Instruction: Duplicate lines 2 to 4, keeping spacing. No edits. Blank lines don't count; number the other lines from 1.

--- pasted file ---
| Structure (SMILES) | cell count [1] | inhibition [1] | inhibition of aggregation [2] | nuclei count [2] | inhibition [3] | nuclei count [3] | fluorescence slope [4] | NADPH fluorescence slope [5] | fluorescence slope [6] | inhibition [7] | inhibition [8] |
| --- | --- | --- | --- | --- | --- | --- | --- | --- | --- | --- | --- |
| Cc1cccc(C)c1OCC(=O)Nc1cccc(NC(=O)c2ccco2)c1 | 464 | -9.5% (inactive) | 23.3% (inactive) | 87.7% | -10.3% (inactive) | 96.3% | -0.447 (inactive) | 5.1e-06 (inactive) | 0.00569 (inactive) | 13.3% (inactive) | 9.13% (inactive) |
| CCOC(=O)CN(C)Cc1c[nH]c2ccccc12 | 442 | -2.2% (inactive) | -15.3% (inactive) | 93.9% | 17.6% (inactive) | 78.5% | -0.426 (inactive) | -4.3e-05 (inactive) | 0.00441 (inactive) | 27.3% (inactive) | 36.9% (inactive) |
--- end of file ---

| --- | --- | --- | --- | --- | --- | --- | --- | --- | --- | --- | --- |
| Cc1cccc(C)c1OCC(=O)Nc1cccc(NC(=O)c2ccco2)c1 | 464 | -9.5% (inactive) | 23.3% (inactive) | 87.7% | -10.3% (inactive) | 96.3% | -0.447 (inactive) | 5.1e-06 (inactive) | 0.00569 (inactive) | 13.3% (inactive) | 9.13% (inactive) |
| CCOC(=O)CN(C)Cc1c[nH]c2ccccc12 | 442 | -2.2% (inactive) | -15.3% (inactive) | 93.9% | 17.6% (inactive) | 78.5% | -0.426 (inactive) | -4.3e-05 (inactive) | 0.00441 (inactive) | 27.3% (inactive) | 36.9% (inactive) |